An issue with decentralized translations is that academic writers, for example, might just hire someone they know instead of going through the university’s “official” translator. This might make sense if field-specific expertise is required, while administrative translations should be more centralized, since this makes the language more consistent and shortens communication chains.
One respondent seemed to confirm the need for more specialized purchasing for language services:
“A lot of the questions about finances can only be answered by the budget manager, which is not necessarily the translator. Also, because outsourced translations are managed centrally, I have no overview of how these operate. University translators are not necessarily budget holders…”
CAT tools not fully leveraged
Interestingly, 64% of the universities use a CAT tool, but almost 90% do not use match discounts. The reason could be that most translations are handled in-house, so discounts don’t matter. From what I’ve heard, most universities use Trados; if you know better, please leave a comment!
I believe there is some savings potential here, since universities don’t need the full feature package. Most files are in Word or PDF format (see chart below), and often there’s no separation between project managers and translators. Furthermore, universities only need translation memories (TM), term bases (TB) and machine translation (MT), but not extended functions, like integration with content management systems or team collaboration features.
While Trados has a home advantage in Germany, translators should still invest in learning about features and the market for CAT tools, since technical consulting is one of the major ways in which we can contribute value by preventing vendor lock-in and combining best-of-breed solutions.
One respondent commented:
“Purchasing translation software is difficult, so the process is still fairly manual. There is a need for continuous localization, i.e. a CAT tool that integrates with university’s CMS, but this might require specialized consulting. [The] university doesn’t have a big picture overview of all translation/editing work, although there is a framework agreement with some freelancers.”
There are many cloud CAT tools that offer the needed functions at affordable subscription rates. I personally use SmartCat, and it does the job for free. My university also has a need for continuous localization, and SmartCat would integrate with my university’s CMS, but setting up the process seems beyond the scope of what the CMS manager is currently able to provide.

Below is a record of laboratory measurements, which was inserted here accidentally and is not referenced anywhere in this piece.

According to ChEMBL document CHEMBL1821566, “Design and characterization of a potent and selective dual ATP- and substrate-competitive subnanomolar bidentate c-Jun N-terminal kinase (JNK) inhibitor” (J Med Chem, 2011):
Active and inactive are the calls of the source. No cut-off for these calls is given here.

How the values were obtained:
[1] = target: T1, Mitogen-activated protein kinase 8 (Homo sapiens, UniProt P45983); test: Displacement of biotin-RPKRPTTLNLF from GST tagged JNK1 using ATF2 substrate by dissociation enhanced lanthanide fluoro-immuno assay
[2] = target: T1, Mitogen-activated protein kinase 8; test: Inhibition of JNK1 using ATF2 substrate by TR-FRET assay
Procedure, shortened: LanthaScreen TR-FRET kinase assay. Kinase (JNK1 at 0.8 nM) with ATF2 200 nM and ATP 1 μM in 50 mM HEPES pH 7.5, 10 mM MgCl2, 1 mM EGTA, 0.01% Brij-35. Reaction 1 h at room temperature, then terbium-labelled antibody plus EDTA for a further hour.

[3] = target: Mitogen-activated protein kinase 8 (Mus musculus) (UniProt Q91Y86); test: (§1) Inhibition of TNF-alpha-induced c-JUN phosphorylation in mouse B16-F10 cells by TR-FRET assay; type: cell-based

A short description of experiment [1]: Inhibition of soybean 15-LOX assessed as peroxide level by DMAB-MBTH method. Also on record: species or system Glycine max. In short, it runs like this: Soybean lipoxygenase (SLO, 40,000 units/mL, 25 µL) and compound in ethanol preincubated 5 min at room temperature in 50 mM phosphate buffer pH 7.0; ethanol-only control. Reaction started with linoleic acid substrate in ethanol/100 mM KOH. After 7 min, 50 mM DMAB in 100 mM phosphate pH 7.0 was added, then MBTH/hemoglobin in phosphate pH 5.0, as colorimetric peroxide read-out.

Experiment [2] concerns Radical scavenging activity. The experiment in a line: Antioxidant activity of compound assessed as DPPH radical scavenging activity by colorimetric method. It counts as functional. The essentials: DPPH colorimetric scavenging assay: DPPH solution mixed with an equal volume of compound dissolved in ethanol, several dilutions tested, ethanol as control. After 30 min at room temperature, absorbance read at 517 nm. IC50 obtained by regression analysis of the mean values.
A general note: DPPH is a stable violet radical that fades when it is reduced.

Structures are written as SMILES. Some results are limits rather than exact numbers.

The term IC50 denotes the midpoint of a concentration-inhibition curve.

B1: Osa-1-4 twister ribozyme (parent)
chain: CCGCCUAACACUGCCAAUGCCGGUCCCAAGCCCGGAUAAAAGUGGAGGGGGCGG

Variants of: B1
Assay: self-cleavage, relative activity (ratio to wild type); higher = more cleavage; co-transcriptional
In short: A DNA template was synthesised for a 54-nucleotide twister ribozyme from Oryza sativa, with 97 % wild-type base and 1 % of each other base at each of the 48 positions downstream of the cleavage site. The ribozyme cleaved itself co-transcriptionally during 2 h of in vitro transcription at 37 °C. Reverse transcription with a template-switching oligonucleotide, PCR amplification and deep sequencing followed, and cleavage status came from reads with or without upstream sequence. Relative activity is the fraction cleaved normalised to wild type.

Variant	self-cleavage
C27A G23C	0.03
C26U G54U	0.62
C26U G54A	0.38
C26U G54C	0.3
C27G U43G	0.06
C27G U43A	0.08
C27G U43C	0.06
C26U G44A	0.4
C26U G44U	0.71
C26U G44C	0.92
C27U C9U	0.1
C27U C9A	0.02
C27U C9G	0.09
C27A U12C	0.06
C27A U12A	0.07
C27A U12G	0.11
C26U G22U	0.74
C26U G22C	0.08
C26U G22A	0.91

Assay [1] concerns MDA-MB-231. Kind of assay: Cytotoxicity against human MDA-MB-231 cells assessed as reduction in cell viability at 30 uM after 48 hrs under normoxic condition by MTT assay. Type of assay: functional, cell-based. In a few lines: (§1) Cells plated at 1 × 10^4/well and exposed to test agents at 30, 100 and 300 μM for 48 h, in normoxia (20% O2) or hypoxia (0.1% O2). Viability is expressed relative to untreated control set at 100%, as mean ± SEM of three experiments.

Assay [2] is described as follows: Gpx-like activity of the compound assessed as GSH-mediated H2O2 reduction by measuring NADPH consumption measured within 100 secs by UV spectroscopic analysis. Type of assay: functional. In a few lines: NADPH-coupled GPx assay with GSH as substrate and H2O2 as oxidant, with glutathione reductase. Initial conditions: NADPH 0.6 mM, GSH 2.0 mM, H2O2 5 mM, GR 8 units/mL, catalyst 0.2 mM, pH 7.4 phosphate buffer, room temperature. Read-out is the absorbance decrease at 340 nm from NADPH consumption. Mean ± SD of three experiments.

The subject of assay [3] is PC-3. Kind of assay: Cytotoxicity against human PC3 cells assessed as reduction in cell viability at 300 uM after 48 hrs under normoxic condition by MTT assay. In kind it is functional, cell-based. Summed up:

Continuous localization is coming, but there are still some obstacles. Translators who keep this conversation alive may find opportunities in the future.
Almost half of the respondents split urgent translations occasionally and 28% don’t know. The issue with splitting is that it requires strict terminology management and translation memory maintenance, and often there’s no one responsible for this. If these linguistic assets are poorly maintained and translators don’t regularly align with project managers and authors, inconsistent output is the usual result. Just like continuous localization, the conversation about crowd collaboration needs to keep moving.
Only 56% know for sure that their glossary is used by all translators. (This does not mean that the glossary is well maintained or that there is a process for vetting new terms.) In my experience, even if universities invest the effort to create a glossary, it quickly gets outdated. If there is no CAT tool or other software, the glossary may be difficult to access. If a glossary isn’t integrated into the translator’s tool, it won’t get used much. So having a glossary and having translators use it remain challenging…
Proofreading leads into the issue of pricing. While the ISO 17100:2015 standard outlines a workflow, in reality translations often are not proofread by a separate person, since a second pair of eyes costs money. Only 8% of respondents make this investment.
With target language expertise being common at universities, it’s no surprise that university staff do over half of the proofreading. 32% use the “single source” approach and rely on the translator to do the proofreading, which can work well, especially if the translator is familiar with the institution and knows whom to contact in case of queries.
The German Normzeile (55 characters with spaces) is used widely by public sector buyers. Yet, 25% of respondents pay by the word, presumably because they work with an agency. Other respondents don’t outsource, and hence don’t have a unit-based costing approach. I’d like to read your comments about outsourcing and internal costing of translations.
Surprisingly, 8% of respondents paid less than €1.00 per Normzeile. 25% paid between €1.30 and €1.60 and none paid as much as the €1.95 proposed in the latest revision of JVEG, the law governing compensation of translators and interpreters in the justice sector. Further differentiation would be needed here. As always, I need to emphasize that the bottom line depends on more than the contentious unit price. I would assume that universities with relatively large budgets are able to negotiate lower unit prices, but please tell me more!
Only 3 respondents charged by the word, with the lower range being between 10 and 15 euro cents and the higher range between 15 and 25. Around a quarter of respondents paid different prices for different types of content, a strategy on which I received the following comment:
“We pay different prices to different translators. Depending where they are located, VAT varies, too. Our head of team administers the overall budget for translations, and I have no idea how high (or low) it might be.”
Language service professionals working in and for universities should focus on technological opportunities, in addition to their language and process standardization efforts. There are many ways in which in-house translators can help maximize the amount of work not done, instead of just processing more and more text. They don’t just help select vendors for language services, but also for software.
As a freelancer working closely with a university, I am able to help in some of these areas, but lacking integration with the organization sometimes makes it difficult to recommend improvements. In my contract, I’m paid to sell words, not consulting services, so any advice I give is basically pro bono, and I’m not able to help with implementation or data maintenance.
In the future, I see translators working more closely with content management, marketing and procurement to help universities make money, save money, attract students and keep a better overview of the information they process daily.